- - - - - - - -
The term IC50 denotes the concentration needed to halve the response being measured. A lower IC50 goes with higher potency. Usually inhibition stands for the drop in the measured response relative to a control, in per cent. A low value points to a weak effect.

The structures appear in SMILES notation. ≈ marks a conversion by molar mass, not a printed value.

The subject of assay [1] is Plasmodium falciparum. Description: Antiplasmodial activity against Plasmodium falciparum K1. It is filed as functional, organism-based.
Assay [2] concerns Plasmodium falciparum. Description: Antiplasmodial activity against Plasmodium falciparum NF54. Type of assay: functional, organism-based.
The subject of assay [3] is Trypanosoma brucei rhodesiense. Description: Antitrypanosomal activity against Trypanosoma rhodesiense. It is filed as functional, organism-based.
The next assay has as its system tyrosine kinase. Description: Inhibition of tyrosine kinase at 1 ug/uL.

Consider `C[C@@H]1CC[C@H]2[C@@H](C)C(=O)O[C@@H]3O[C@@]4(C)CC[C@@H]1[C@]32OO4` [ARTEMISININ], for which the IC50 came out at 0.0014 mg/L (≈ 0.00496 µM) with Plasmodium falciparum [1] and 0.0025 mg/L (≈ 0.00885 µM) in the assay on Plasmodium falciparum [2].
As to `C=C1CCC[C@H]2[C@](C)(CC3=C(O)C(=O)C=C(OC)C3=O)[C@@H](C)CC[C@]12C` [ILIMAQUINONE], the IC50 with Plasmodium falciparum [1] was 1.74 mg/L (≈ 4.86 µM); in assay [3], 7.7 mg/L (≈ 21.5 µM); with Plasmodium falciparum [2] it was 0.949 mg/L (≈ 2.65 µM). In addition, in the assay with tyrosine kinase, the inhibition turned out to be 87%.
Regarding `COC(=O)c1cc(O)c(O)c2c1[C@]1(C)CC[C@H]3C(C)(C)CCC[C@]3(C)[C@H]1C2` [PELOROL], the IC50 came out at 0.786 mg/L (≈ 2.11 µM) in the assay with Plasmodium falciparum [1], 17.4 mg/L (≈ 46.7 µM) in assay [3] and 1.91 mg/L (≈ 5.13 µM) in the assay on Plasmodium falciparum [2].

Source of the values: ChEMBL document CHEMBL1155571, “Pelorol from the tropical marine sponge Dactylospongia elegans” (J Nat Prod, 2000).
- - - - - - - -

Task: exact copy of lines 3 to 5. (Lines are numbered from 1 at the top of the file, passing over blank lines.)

The subject of assay [1] is Plasmodium falciparum. Description: Antiplasmodial activity against Plasmodium falciparum K1. It is filed as functional, organism-based.
Assay [2] concerns Plasmodium falciparum. Description: Antiplasmodial activity against Plasmodium falciparum NF54. Type of assay: functional, organism-based.
The subject of assay [3] is Trypanosoma brucei rhodesiense. Description: Antitrypanosomal activity against Trypanosoma rhodesiense. It is filed as functional, organism-based.